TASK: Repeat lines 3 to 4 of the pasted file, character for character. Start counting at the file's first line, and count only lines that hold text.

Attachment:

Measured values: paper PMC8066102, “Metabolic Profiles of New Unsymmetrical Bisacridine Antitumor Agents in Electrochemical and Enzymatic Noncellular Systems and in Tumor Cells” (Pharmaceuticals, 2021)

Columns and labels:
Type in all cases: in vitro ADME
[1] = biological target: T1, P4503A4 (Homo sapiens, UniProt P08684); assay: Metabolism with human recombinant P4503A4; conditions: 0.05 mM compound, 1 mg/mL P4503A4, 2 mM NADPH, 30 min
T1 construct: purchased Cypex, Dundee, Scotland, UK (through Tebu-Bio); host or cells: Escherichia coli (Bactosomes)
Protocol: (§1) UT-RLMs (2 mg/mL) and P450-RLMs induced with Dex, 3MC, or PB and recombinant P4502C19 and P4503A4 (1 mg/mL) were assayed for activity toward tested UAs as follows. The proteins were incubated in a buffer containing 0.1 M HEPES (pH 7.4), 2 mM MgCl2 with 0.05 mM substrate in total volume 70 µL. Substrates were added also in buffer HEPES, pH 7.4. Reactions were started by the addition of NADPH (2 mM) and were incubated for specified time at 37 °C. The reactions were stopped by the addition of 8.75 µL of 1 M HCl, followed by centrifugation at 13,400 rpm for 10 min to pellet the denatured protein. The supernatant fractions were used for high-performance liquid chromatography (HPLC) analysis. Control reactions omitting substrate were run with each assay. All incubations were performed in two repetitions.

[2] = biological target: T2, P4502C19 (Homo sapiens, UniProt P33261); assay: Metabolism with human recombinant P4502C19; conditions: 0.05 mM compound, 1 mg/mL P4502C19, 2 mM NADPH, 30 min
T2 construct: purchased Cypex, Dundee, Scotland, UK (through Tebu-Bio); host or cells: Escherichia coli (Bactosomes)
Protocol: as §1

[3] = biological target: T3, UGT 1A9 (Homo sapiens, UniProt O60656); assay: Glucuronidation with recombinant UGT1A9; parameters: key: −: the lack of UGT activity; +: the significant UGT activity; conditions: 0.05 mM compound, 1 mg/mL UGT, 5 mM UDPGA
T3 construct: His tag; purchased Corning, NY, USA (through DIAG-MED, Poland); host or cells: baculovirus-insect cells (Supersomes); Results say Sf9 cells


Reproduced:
Type in all cases: in vitro ADME
[1] = biological target: T1, P4503A4 (Homo sapiens, UniProt P08684); assay: Metabolism with human recombinant P4503A4; conditions: 0.05 mM compound, 1 mg/mL P4503A4, 2 mM NADPH, 30 min